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Evaluation of the national policy of single screening and treatment for the prevention of malaria in pregnancy in two districts in Eastern Indonesia: health provider perceptions

Hill, Jenny ORCID:, Landuwulang, Chandra U. R., Ansariadi, Hoyt, Jenna, Burdam, Faustina H., Bonsapia, Irene, Syafruddin, Din, Poespoprodjo, Jeanne R., terKuile, Feiko ORCID:, Ahmed, Rukhsana and Webster, Jayne (2018) 'Evaluation of the national policy of single screening and treatment for the prevention of malaria in pregnancy in two districts in Eastern Indonesia: health provider perceptions'. Malaria Journal, Vol 17, Issue 1.

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Malaria in pregnancy has devastating consequences for both the expectant mother and baby. Annually, 88.2 (70%) of the 125.2 million pregnancies in malaria endemic regions occur in the Asia–Pacific region. The control of malaria in pregnancy in most of Asia relies on passive case detection and prevention with long-lasting insecticide-treated nets. Indonesia was the first country in the region to introduce, in 2012, malaria screening at pregnant women’s first antenatal care visit to reduce the burden of malaria in pregnancy. The study assessed health providers’ acceptability and perceptions on the feasibility of implementing the single screening and treatment (SST) strategy in the context of the national programme in two endemic provinces of Indonesia.

Qualitative data were collected through in-depth interviews with 86 health providers working in provision of antenatal care (midwives, doctors, laboratory staff, pharmacists, and heads of drug stores), heads of health facilities and District Health Office staff in West Sumba and Mimika districts in East Nusa Tenggara and Papua provinces, respectively.

Health providers of all cadres were accepting of SST as a preventive strategy, showing a strong preference for microscopy over rapid diagnostic tests (RDTs) as the method of screening. Implementation of the policy was inconsistent in both sites, with least extensive implementation reported in West Sumba compared to Mimika. SST was predominantly implemented at health centre level using microscopy, whereas implementation at community health posts was said to occur in less than half the selected health facilities. Lack of availability of RDTs was cited as the major factor that prevented provision of SST at health posts, however as village midwives cannot prescribe medicines women who test positive are referred to health centres for anti-malarials. Few midwives had received formal training on SST or related topics.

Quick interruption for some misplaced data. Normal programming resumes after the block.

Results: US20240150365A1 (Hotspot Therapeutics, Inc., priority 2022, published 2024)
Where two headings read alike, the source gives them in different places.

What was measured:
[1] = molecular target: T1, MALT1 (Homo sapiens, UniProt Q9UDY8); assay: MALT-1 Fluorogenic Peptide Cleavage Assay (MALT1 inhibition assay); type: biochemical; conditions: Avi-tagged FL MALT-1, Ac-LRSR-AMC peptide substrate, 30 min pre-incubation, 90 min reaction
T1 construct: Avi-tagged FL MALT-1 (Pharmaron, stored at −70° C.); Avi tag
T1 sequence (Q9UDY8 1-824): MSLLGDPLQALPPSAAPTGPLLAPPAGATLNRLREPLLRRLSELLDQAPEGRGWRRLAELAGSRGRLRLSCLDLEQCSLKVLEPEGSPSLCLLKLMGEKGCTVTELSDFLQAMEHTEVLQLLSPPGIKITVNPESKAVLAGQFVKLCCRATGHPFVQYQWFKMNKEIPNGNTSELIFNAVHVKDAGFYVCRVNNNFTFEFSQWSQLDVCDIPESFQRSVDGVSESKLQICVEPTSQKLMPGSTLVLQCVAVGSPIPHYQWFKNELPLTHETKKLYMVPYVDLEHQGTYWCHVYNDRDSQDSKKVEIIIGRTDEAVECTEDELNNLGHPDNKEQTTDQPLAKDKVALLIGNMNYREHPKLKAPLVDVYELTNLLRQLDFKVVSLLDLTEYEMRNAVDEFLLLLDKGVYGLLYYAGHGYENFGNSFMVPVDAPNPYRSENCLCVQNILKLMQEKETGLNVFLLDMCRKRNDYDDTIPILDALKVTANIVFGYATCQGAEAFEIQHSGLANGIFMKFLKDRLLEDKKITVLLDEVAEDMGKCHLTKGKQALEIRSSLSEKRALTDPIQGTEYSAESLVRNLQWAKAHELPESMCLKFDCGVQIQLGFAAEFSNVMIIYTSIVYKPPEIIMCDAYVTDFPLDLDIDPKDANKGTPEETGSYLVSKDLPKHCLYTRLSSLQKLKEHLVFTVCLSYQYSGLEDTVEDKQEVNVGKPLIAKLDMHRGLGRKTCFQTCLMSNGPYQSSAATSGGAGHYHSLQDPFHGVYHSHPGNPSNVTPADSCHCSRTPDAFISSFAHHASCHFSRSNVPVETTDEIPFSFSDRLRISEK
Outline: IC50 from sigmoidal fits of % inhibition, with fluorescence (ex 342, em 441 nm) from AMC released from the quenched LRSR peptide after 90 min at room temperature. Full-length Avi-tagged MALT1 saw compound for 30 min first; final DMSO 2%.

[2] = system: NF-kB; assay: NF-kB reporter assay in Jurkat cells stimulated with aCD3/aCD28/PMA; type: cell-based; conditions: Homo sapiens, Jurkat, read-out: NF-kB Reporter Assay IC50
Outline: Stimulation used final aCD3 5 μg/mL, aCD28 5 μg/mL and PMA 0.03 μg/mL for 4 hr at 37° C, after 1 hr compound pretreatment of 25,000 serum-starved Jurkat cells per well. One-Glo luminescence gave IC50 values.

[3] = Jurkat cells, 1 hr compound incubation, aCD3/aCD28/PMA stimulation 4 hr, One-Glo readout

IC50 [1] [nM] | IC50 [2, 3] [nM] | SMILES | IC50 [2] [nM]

The study findings indicate that SST was an acceptable strategy among health providers, however implementation was inconsistent with variation across different localities within the same district, across levels of facility, and across different cadres within the same health facility. Implementation should be re-invigorated through reorientation and training of health providers, stable supplies of more sensitive RDTs, and improved data capture and reporting.

Item Type: Article
Subjects: WA Public Health > Preventive Medicine > WA 110 Prevention and control of communicable diseases. Transmission of infectious diseases
WA Public Health > WA 30 Socioeconomic factors in public health (General)
WA Public Health > Health Problems of Special Population Groups > WA 310 Maternal welfare
WC Communicable Diseases > Tropical and Parasitic Diseases > WC 750 Malaria
WC Communicable Diseases > Tropical and Parasitic Diseases > WC 765 Prevention and control
WQ Obstetrics > Pregnancy > WQ 200 General works
Faculty: Department: Clinical Sciences & International Health > Clinical Sciences Department
Digital Object Identifer (DOI):
SWORD Depositor: JISC Pubrouter
Depositing User: Stacy Murtagh
Date Deposited: 04 Sep 2018 15:41
Last Modified: 04 Sep 2018 15:41


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